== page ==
South by Southwest is a beast. There’s no other way to describe it.
After an hour search through programming and events last night, I sort of planned just one of my three days in Austin this coming week. God help me.
The festival continues to grow every year because more and more companies and brands see it as the one place and time in the world where technology, business and entertainment collide with such magnitude. Conversations that happen at South By help to inform and provide context to the innovation going on in our communities.
And the chosen keynote speakers tend to paint a picture of trends and movements coming in the year ahead. This year, there’s Vice President Joe Biden, talking about his cancer initiative, CRISPRCas9 co-founder Jennifer Doudna, “Originals: How Non-Conformists Rule the World” author and Wharton professor Adam Grant, National Geographic Adventurer of the Year Cory Richards and Yasmin Green, whose work at Google think tank Jigsaw helps divert potential ISIS recruits from consuming extremist content online.
Below, check out how local entrepreneurs, thought leaders and startups are involved at the festival, and read on over the next week as we attempt to chronicle their activities and other trends from SXSW 2017.
For anyone excited about Moogfest, here’s a chance to experience it a couple months early. In partnership with SXSW, Moogfest is taking over a venue for an afternoon and evening of programming and live music. There will be a “Future Thought” conversation titled “Optimism Through Discrimination”, seven live performances including a rap show by Durham artist Professor Toon, as well as its popular Modular Marketplace for attendees to tinker and experiment with synthesizers and other electronic instruments.
Governor Roy Cooper had committed to speak, but the legislative session has changed his plans. Word is he’ll be sending a replacement from his office.
After a year off from SXSW, this Raleigh conglomeration is back with an even bigger showing of local entrepreneurs and makers. On hand throughout the interactive portion of the festival will be the founders/representatives of House of Swank, Videri Chocolate Factory, Hail Mary Bloody Mary Mix, Lonerider Brewing and Larry’s Coffee, along with Aly Khalifa, a serial inventor who created the Impress coffee brewer and LYF Shoes.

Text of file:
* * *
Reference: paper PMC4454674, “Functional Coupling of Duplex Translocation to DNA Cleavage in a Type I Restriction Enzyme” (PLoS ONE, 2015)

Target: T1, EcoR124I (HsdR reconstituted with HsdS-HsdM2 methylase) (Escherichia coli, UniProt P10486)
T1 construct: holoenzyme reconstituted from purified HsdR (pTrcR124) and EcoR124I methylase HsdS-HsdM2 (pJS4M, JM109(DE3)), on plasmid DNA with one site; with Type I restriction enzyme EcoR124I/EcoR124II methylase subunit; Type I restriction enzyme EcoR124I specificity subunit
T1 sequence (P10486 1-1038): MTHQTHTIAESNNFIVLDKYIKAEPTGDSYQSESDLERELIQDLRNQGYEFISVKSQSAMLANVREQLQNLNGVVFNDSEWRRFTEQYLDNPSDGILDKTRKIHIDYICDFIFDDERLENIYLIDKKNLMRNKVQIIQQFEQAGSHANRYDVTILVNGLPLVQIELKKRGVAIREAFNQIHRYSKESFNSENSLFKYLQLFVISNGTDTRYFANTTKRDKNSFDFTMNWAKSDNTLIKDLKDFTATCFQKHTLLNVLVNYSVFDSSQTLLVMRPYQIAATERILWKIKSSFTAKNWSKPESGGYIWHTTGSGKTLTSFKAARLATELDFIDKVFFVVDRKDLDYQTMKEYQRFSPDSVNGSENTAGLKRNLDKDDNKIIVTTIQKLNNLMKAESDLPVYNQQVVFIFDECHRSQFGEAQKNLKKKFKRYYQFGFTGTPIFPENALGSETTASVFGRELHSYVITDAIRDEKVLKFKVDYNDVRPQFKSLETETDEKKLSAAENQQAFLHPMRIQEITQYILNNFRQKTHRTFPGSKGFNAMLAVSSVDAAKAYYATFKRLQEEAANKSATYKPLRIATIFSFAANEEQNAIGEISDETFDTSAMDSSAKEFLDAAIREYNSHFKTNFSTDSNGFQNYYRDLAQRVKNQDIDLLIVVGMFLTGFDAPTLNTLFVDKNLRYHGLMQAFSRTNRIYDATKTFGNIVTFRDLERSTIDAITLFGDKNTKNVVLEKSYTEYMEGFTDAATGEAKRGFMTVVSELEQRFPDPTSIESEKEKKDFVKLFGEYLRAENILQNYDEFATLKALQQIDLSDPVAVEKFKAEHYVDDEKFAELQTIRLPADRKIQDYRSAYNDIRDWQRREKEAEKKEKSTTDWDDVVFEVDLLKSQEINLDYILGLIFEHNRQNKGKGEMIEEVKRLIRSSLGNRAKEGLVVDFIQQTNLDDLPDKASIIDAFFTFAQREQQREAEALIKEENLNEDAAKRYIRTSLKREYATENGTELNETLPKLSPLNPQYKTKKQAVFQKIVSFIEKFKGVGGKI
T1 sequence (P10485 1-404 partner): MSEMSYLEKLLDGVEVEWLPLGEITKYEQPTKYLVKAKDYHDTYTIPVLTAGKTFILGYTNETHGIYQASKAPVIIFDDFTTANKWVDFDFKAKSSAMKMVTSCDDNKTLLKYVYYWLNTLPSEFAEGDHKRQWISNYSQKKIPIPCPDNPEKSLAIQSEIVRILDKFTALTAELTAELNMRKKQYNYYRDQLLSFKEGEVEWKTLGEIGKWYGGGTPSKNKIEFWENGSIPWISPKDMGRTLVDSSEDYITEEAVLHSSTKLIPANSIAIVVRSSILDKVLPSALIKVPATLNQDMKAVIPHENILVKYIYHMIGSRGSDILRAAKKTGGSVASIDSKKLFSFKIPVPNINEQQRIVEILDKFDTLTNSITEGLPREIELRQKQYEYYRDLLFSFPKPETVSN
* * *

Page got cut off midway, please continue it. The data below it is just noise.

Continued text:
The same organizing group attended the festival in 2015 with a focus on talent attraction and company recruitment. This time it’s all about promoting Raleigh’s quality of life and culture through storytelling and free samples, WCED marketing manager Morgan High tells me.
Patients need to get more involved in clinical research in order for cures to be found, and this panel dives into that challenge. Duke’s Bray Patrick-Lake will talk about her work in patient advocacy and getting patients involved in the design of critical clinical trials.
Durham social media marketing agency Cult Entertainment Group has worked with musicians, bands and local startups to boost their presence across platforms. But in recent months, the team has turned its social media acumen in an automated software that creates tailored marketing campaigns and content optimized for each platform’s algorithms, while spitting out powerful data.
The software is called Cultivate, and CEO Joe Bell will get to pitch it Tuesday afternoon alongside 19 other up-and-coming music-oriented tech startups around the world.
Full disclosure: Cult Entertainment Group handles ExitEvent’s most awesome social media presence.
NC State has spent years putting infrastructure in place to support entrepreneurial students, faculty, staff, alumni and the community. There’s the Entrepreneurship Initiative and The Garage for students, Centennial Campus and NC State Technology Incubator for faculty, staff and community members, an angel network to extend financial support to alumni-owned businesses and the NC State Entrepreneurship Clinic for both students and community entrepreneurs.
Director of Centennial Campus Partnerships and Industry Alliances Leah Burton will get to share those efforts in a conversation about the changing role of the university in the local innovation ecosystem.
What started as an app matching young people with local nonprofits and philanthropic causes has evolved into an employee donation and engagement platform that’s already functioning inside companies. The Durham startup’s business-to-business platform was always part of the plan to generate revenue, but interest from corporations made the team pursue it faster.